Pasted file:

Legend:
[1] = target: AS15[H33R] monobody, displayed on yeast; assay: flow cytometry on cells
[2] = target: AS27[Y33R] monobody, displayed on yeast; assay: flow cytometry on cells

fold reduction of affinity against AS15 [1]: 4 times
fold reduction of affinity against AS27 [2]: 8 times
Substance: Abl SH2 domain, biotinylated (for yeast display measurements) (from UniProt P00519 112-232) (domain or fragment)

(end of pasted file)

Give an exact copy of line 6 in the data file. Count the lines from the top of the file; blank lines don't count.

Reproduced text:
Substance: Abl SH2 domain, biotinylated (for yeast display measurements) (from UniProt P00519 112-232) (domain or fragment)